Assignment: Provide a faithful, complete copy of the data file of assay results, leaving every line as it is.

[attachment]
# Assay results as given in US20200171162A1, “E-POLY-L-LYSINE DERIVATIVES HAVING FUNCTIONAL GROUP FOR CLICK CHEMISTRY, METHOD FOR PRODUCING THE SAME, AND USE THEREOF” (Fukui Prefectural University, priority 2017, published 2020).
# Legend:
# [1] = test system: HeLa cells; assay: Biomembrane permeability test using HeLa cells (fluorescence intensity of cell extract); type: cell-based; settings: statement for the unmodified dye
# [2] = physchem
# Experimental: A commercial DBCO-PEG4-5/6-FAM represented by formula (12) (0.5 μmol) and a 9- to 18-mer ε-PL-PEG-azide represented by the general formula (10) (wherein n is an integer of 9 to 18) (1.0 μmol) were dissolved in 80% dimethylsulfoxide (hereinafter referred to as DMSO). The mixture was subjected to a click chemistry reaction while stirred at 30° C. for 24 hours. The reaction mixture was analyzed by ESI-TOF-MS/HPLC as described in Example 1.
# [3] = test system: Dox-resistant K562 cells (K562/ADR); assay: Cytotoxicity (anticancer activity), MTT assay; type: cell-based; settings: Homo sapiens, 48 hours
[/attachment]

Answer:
# Assay results as given in US20200171162A1, “E-POLY-L-LYSINE DERIVATIVES HAVING FUNCTIONAL GROUP FOR CLICK CHEMISTRY, METHOD FOR PRODUCING THE SAME, AND USE THEREOF” (Fukui Prefectural University, priority 2017, published 2020).
# Legend:
# [1] = test system: HeLa cells; assay: Biomembrane permeability test using HeLa cells (fluorescence intensity of cell extract); type: cell-based; settings: statement for the unmodified dye
# [2] = physchem
# Experimental: A commercial DBCO-PEG4-5/6-FAM represented by formula (12) (0.5 μmol) and a 9- to 18-mer ε-PL-PEG-azide represented by the general formula (10) (wherein n is an integer of 9 to 18) (1.0 μmol) were dissolved in 80% dimethylsulfoxide (hereinafter referred to as DMSO). The mixture was subjected to a click chemistry reaction while stirred at 30° C. for 24 hours. The reaction mixture was analyzed by ESI-TOF-MS/HPLC as described in Example 1.
# [3] = test system: Dox-resistant K562 cells (K562/ADR); assay: Cytotoxicity (anticancer activity), MTT assay; type: cell-based; settings: Homo sapiens, 48 hours